How to write meeting minutes for board meetings

The Board: Minutes, outcomes and follow up

POSTED ON: Thursday, March 16th, 2017

As mentioned in our article “Prepping a successful board meeting” 2 key parts of the meeting are taking minutes and circulating actions. Follow this link for handy templates for these tasks. This work is critical to the success of the board meeting. if the actions aren’t followed through, the board meeting has just been a talking shop!

There is also a legal angle. In some circumstances the minutes can be demanded by authorities to confirm that the company has been properly run.  This is particularly relevant if you sell the company, if the company becomes insolvent or in the event of ‘discussions’ with HMRC.  Bear in mind therefore that, your minutes may be read by people outside your business who will not be familiar with either your company or the background.

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Here are our 9 top tips for making sure that your board gets things done:

  1. Listen to what is being discussed and ensure everyone understands what has been agreed. Use the minutes as a vehicle for this (see (2) below).
  1. Your minutes need to capture two key things; decisions reached by the directors – and why those decisions were reached. This is particularly relevant to the circumstances where third parties might need to read your minutes. Actions agreed by the meeting – who should be completing those actions, and when those actions should be done by. If, in the course of the meeting, either of these aren’t clear to the person taking the minutes, seek clarity!  This gives you a great opportunity to check that everyone understood it and also to get your minutes into shape!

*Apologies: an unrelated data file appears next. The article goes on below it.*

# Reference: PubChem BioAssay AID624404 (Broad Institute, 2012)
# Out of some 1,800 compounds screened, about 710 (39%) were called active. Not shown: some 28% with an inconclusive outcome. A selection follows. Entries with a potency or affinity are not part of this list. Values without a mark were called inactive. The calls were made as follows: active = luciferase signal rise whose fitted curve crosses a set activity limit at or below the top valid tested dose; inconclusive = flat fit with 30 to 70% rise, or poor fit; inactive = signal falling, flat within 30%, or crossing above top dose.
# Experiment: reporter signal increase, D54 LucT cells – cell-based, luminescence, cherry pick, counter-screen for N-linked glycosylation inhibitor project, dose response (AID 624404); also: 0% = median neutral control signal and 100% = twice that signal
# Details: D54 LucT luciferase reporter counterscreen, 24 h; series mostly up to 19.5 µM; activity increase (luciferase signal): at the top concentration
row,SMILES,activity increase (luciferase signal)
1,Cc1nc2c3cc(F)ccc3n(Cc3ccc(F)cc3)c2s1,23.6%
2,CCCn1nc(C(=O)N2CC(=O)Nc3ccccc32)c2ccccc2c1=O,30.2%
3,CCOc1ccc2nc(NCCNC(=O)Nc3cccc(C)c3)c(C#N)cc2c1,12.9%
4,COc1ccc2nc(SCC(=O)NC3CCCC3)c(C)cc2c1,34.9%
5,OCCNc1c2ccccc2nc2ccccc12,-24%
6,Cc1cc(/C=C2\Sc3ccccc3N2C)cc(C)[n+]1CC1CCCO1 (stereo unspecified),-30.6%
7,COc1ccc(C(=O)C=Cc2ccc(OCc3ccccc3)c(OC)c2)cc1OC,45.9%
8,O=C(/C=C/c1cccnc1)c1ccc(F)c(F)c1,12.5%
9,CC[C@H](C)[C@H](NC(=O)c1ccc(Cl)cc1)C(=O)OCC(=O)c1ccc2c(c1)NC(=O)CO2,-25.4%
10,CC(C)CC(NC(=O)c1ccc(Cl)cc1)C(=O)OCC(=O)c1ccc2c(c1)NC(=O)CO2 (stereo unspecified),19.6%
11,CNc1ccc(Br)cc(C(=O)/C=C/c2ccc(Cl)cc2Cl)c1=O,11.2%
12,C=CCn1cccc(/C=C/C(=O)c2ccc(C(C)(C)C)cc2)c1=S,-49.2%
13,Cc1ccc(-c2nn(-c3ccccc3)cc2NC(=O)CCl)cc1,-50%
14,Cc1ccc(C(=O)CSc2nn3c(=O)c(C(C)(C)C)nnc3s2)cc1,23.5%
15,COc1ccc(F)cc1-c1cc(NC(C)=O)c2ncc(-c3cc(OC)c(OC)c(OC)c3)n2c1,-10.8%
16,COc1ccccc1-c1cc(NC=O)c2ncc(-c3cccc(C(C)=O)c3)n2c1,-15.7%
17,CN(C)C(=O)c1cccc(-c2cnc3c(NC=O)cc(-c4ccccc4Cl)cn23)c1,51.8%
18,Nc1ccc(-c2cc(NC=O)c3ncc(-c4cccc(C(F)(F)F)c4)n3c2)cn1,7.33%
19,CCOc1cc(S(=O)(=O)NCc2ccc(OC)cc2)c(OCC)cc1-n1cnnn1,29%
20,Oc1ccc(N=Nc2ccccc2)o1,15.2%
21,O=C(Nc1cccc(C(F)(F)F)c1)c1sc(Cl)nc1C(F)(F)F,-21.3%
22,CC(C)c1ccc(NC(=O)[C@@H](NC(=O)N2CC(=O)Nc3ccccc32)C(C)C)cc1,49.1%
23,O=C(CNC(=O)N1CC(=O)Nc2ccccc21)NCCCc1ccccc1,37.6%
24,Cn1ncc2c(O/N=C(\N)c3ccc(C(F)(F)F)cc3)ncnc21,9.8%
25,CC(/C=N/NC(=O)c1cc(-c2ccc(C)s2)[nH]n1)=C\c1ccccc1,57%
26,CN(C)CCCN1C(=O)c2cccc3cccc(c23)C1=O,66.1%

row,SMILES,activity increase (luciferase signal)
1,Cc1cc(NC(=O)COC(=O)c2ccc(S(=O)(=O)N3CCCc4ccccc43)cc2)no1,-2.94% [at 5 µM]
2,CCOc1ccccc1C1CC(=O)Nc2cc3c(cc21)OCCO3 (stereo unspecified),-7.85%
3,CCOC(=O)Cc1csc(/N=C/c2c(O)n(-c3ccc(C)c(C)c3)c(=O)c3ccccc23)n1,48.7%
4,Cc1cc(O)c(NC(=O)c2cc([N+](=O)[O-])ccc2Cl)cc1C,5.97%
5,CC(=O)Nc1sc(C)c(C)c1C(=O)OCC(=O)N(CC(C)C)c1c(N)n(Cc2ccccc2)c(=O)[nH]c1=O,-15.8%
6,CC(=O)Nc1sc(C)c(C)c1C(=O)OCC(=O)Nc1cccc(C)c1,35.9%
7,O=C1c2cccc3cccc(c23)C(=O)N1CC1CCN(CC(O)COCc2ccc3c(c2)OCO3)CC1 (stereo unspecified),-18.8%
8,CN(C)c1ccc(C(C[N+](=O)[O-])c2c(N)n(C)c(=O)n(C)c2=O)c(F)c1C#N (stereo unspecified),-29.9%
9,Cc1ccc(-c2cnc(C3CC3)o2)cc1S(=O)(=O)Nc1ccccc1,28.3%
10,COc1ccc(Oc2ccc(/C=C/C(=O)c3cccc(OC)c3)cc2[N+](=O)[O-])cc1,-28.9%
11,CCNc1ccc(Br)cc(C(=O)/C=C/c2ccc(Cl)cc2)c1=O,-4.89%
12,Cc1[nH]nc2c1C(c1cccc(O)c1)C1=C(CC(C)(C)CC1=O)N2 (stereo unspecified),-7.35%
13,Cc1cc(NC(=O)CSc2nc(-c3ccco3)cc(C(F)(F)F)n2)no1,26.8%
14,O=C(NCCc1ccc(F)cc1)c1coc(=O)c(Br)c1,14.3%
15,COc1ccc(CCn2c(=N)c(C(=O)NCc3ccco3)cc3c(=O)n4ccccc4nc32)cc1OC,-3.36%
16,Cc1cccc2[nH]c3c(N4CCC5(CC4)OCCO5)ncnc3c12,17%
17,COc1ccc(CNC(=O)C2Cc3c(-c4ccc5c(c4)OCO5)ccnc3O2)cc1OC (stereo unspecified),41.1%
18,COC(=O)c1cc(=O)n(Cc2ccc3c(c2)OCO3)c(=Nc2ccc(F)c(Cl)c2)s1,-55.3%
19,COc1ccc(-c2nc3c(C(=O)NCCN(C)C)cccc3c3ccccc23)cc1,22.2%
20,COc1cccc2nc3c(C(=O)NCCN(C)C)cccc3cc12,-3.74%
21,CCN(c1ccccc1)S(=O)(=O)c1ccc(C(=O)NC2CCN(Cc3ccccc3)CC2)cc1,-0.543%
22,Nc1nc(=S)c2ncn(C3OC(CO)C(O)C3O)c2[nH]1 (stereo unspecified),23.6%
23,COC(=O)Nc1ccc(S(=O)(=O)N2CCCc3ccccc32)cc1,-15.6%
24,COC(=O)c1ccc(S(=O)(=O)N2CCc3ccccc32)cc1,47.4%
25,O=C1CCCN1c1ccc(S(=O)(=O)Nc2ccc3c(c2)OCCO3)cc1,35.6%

1. Keep your notes clear and precise. Don’t write everything down, but do write enough so that people can recall the conversation and understand them later. Capture enough background so that the minutes can be read a few weeks later and clearly understood.
  1. Write the minutes up quickly after the meeting. Don’t put the job off for weeks. It makes a huge difference if the meeting is still fresh in your mind (and everyone else’s).
  1. Only record what was said in the meeting. Not anything else you learnt after the meeting or in subsequent discussions.
  1. Structure your minutes in the same way as the agenda. For example; with the same topic headings and numbering, so that the two documents can be easily related.
  1. Distribute copies to board members and anyone the board has decided should be sent minutes. Keep a copy for the official company ‘Minute Book’ – this is a legal requirement.
  1. Keep a log of the actions agreed and who is responsible for them. If an action is due before the next board meeting, make sure it is followed up before the next meeting. This means that the status of all outstanding actions can be reviewed at the start of the next meeting. No one likes turning up to meetings and admitting that they haven’t done what they were supposed to.
  1. Finally, watch out for technical areas that require specific language in the minutes. Usually these relate to formal decisions on areas as mandated by company law. For example; paying dividends, transferring shares, appointing and removing directors etc.  Some areas require the shareholders to make decisions as ‘Resolutions’ or ‘Special Resolutions’ before the board can act in order to be considered legally correct. For example; issuing new shares and share buybacks.  Whilst these are a fundamental part of the minutes when they crop up, this is a whole additional topic with some things being straightforward and others seriously complex and requiring specialist advice.

Need help conducting an effective board meeting? Or simply need some advice on taking minutes?

Like most other aspects of business, running an effective board is about knowing what ‘good’ looks like. Then putting a sufficient management process in place to make sure that it happens properly.  If you would like help to get your Board working effectively, book a free business help session.

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